France is acquiring a new tool to defend its sovereignty

Lithium, cobalt, aluminium, nickel… Among the long list of metals that will be necessary for the energy transition, there is not a single one whose supply chain France has fully mastered. In fact, despite the requirements of sovereignty, France and more broadly Europe produce almost none of these critical metals. And are even struggling to gain ground in terms of their transformation or refining, which are still very largely dominated by China. What threaten supplies, at a time when the needs are exploding to develop electric batteries and other wind turbines, and when geopolitical tensions are increasing.

To remedy this, the government has just unsheathed a new tool: the French observatory of mineral resources for industrial sectors (Ofremi). Initiated following the Varin report on securing supplies of critical metals, it was launched with great fanfare this Tuesday at the Ministry of Ecology, in the presence of the Ministers of Energy Transition and Industry, Agnès Pannier-Runacher and Roland Lescure. The goal: to provide public authorities and companies with permanent analyzes of the global raw material supply chains, as well as of the current and future needs of the industrial sector, so that everyone can secure their supply strategy.

“This is a very serious subject. The challenge is not to build a new dependency […]while we are fighting to get out of dependence on fossil fuels”, underlined Agnès Pannier-Runacher.

Relocate part of the string

It must be said that there is urgency, while the health crisis and the war in Ukraine have brought to light the great fragility of supply chains. However, Ofremi did not ” not intended to make France become a major mining country “, explains to the Tribune its director, Stéphane Bourg.

“In terms of mining supply, we will never catch up. First, because we do not have the necessary resources, and because our industries are not organized like that, ”he continues.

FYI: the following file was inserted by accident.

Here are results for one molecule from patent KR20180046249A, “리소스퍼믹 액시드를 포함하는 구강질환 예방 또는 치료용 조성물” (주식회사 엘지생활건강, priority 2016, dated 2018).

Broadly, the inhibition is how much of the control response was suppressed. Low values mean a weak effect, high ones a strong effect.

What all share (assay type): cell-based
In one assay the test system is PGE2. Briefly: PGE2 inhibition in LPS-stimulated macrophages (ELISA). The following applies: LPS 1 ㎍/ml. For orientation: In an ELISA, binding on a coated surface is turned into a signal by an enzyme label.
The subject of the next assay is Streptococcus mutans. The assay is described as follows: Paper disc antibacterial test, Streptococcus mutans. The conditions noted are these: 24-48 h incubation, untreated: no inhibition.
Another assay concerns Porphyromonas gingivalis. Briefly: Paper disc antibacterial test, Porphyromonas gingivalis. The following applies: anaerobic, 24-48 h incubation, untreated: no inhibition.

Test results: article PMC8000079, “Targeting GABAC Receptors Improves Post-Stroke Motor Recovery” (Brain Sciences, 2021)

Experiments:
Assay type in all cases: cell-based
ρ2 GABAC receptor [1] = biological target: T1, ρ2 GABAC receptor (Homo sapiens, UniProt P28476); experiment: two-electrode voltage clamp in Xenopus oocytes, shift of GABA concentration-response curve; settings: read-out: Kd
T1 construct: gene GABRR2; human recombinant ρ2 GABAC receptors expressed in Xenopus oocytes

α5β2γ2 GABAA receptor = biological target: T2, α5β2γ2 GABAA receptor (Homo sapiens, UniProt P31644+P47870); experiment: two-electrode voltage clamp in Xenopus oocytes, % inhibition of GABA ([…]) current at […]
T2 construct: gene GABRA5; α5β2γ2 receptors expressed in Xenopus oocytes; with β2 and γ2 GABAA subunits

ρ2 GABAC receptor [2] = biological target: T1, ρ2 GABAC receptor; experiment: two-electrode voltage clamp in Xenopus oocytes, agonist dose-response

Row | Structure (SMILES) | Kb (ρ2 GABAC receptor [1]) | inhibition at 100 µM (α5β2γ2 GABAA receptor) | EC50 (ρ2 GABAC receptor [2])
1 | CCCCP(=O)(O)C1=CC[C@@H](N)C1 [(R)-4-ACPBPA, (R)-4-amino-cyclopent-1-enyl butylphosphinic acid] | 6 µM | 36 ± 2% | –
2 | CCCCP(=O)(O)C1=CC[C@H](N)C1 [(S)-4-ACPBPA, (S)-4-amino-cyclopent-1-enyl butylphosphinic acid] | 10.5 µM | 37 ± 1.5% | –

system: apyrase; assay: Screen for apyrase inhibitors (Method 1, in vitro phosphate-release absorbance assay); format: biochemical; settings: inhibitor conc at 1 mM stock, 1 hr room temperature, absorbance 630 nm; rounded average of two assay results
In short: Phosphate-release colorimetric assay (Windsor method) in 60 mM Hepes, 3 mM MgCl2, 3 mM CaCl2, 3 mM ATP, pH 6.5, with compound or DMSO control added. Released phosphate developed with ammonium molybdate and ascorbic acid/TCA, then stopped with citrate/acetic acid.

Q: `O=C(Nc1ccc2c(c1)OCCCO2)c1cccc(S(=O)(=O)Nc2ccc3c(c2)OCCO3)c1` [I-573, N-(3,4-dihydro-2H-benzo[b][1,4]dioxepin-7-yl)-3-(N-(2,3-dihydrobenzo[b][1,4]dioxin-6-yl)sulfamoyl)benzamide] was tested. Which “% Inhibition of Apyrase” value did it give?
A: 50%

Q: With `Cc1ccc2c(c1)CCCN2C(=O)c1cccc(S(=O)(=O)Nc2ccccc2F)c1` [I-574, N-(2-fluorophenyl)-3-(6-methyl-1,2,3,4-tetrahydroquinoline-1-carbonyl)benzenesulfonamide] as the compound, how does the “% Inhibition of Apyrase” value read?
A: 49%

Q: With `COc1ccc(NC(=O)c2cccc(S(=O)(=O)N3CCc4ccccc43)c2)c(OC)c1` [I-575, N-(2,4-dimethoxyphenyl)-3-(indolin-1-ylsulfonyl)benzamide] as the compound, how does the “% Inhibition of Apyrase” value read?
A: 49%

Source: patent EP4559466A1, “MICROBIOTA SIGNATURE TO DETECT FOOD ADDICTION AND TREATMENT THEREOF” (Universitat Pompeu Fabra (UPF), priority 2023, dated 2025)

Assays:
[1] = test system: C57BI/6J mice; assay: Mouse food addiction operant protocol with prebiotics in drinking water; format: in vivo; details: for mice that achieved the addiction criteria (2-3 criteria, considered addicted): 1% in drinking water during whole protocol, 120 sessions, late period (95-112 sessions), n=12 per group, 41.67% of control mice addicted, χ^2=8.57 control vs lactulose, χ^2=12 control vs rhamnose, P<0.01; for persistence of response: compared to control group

In fact, according to the famous report by Philippe Varin published at the beginning of the year, Europe’s dependence on the outside will remain significant on the subject, with “20 to 30%” of the needs of the Old Continent produced on the territory. Under these conditions, it will rather be a matter of making available ” clear information on supply chains, right from the mine “, in order to avoid any shortage of metals, specifies Stéphane Bourg. Thus, the observatory will seek to know where the resources are, the refining capacities, the projects that the major mining players have in mind, and what will emerge over the next 5 or 10 years.

The idea nevertheless remains to relocate part of the chain, in order to prevent it from taking place 100% outside the borders, as is the case today. ” The data collected will make it possible to potentially reopen mines in France or to push for the recovery of secondary materials”, says Stéphane Bourg.

“In any case, we will always have to source from outside. The question is to know from which level of the value chain it will make sense to relocate? “, we argue at Ofremi.

For example, Imerys, the world leader in industrial minerals, which plans to produce 34,000 tonnes of lithium hydroxide per year within 5 years at its Beauvoir site in the Allier. This volume will make it possible to supply this strategic metal to battery manufacturers to equip 700,000 electric vehicles per year.

Lithium: in search of sovereignty, Europe is multiplying mining projects to secure its supply

Consortium of 6 partners

In concrete terms, Ofremi will be run by the Geological and Mining Research Bureau (BRGM), in partnership with the National Conservatory of Arts and Crafts (CNAM), the Atomic Energy Commission (CEA), the French Petroleum Institute (IFPEN), the Environment and Energy Management Agency (Ademe) and IFRI (French Institute for International Relations), for the geopolitical dimension.

“It is not an administrative structure as such, but a consortium bringing together the expertise of 6 partners. This will provide coordination and consensus on the data used, which is lacking today,” emphasizes Stéphane Bourg.

To do this, the observatory will first be financed by public funds, at least for its first 30 months. Indeed, the French government has already budgeted this year, as part of its France 2030 investment plan, 1 billion euros ” to strengthen the resilience of the industrial fabric in metal supply chains”. To these will be added ” private funds from industrial federations “, we say to Ofremi. So many means that should allow this new entity to ensure a permanent watch, to deliver advanced studies on technologies, and to analyze the opportunities sector by sector.

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